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January 21 2003

MALNUTRITION RESPONSIBLE FOR HIV PROGRESSION

Good nutrition and adequate vitamin levels are enough to prevent the development of Aids in HIV-positive people, claims AIDS Dr Roberto Giraldo.

Addressing a conference of health ministers from the Southern African Development Community on Monday, Giraldo, a member of President Mbeki's Aids panel, received resounding applause.

'People should take the signal that one can manage Aids with proper nutrition'. He made numerous references to scientific research that had shown how the deficiency of certain vitamins in the system was associated with a decline in the CD-4 count.

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Quoting research from the Harvard School of Public Health, he said: "The higher rate of HIV progression and vertical transmission in developing countries coincides with similarly higher rates of malnutrition and vitamin deficiencies, indicating that HIV infection may be modified by nutritional status."

Responding to the speech, United Nations Children's Fund (Unicef) representative, Dr Narinus Gotink, told reporters that delegates had probably agreed with Giraldo more than they had expected to. He also complimented Giraldo on the number of scientific references he had quoted.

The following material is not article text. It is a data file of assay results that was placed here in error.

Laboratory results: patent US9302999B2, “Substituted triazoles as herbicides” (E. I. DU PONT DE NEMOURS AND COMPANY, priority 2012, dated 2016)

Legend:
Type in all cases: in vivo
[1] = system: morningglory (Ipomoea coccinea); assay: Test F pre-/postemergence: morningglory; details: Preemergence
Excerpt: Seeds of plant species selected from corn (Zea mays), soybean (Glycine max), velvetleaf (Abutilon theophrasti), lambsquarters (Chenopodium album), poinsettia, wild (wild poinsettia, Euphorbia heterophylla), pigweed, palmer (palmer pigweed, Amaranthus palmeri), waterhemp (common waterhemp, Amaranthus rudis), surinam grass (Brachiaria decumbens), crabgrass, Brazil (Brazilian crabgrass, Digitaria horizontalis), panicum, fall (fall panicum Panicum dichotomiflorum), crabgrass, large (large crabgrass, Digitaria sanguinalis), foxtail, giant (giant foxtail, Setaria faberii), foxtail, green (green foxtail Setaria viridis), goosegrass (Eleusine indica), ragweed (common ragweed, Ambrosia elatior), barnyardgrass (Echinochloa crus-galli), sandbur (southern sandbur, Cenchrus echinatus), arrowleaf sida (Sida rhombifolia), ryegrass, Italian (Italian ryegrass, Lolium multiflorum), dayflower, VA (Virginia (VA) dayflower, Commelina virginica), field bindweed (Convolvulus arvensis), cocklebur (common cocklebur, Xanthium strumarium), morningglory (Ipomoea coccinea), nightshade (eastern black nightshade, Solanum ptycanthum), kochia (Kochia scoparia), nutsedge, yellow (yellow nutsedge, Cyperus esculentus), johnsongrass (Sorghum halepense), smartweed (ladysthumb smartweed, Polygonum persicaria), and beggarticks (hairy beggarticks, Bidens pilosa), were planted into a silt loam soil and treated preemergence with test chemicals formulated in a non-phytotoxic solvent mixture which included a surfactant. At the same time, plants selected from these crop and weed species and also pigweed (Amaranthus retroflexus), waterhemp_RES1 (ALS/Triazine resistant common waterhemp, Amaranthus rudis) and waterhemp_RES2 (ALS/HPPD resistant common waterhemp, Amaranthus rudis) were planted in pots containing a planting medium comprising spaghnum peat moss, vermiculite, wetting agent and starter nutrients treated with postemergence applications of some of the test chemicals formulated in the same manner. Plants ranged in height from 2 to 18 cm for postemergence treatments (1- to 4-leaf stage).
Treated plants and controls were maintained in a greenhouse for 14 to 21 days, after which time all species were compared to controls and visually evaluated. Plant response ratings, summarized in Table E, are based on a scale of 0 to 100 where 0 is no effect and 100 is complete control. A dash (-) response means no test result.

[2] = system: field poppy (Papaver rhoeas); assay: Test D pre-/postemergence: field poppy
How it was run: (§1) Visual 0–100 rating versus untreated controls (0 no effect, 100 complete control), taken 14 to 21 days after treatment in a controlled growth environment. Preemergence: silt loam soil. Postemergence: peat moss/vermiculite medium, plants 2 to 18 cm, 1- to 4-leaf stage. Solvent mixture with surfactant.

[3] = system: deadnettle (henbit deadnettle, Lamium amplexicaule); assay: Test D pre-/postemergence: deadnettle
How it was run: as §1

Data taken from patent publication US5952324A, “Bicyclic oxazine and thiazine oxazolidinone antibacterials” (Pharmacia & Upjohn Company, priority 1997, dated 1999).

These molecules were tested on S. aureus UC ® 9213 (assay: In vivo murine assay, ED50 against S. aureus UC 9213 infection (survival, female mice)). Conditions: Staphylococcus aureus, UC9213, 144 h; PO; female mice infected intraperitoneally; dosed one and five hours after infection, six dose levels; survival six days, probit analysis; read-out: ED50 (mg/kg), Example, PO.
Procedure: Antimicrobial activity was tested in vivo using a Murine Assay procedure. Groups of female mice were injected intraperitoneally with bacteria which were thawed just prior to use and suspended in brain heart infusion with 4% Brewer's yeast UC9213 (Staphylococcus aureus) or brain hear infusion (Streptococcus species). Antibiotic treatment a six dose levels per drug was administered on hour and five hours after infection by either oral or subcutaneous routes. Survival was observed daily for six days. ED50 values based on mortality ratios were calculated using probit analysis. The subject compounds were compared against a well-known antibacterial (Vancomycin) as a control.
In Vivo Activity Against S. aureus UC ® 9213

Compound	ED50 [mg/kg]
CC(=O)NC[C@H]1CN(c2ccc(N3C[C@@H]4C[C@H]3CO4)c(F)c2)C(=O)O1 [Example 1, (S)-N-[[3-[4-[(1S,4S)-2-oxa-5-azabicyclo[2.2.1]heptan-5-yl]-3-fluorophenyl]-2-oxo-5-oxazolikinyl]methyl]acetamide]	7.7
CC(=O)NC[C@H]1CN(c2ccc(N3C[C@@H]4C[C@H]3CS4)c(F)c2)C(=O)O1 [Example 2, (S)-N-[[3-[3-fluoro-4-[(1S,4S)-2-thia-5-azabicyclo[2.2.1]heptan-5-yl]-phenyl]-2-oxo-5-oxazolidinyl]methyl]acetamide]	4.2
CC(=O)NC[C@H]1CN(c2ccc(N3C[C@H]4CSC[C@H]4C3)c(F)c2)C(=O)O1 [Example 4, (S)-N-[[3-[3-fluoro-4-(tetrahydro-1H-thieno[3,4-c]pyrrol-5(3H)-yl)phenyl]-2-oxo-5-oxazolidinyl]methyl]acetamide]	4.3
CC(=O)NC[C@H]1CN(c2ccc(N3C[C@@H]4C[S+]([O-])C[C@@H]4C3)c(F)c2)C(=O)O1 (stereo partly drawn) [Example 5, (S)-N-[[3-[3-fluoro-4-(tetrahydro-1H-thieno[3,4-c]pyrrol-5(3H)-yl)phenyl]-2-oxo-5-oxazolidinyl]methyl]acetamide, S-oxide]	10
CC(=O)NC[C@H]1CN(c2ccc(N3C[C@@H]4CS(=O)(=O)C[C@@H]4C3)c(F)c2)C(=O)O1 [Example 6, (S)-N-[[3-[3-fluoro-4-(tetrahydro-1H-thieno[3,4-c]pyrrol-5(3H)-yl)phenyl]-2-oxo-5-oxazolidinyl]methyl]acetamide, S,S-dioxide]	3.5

Biochemist Nceba Gqaleni, from the University of Natal, said he had found Giraldo's paper to have been well researched. "My understanding of his paper was that we should all have a good nutrition status. By doing that, we will be reducing the chances of progression to Aids. At the moment, we don't have a cure, so I feel people should therefore take the signal that one can manage Aids with proper nutrition," he said.

'It is correct that we should be looking into alternative remedies'. On Giraldo's presence at the conference, Health Minister Manto Tshabalala-Msimang said: "He is an immunologist, epidemiologist and nutritionist. These are the skills we are tapping into. It is correct that we should be looking into alternative remedies."

Giraldo maintained that nutrition could not change people's HIV status from positive to negative, but he said an optimal nutritional status, as well as adequate vitamin levels, were known to be - by themselves - enough to prevent the development of Aids in HIV-positive people.

A person living with HIV who made a presentation during the conference, Ernest Saila, said he agreed with Giraldo. Saila, who has been living with HIV for 13 years, said he had been using vitamin supplements for eight to nine years. During his years with the virus his wife has had an HIV-negative baby. "By taking Vitamin A, I can proudly say I have a healthy baby," he said.

For more information on AIDS/HIV see: robertogirardo.com
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Boyd Graves

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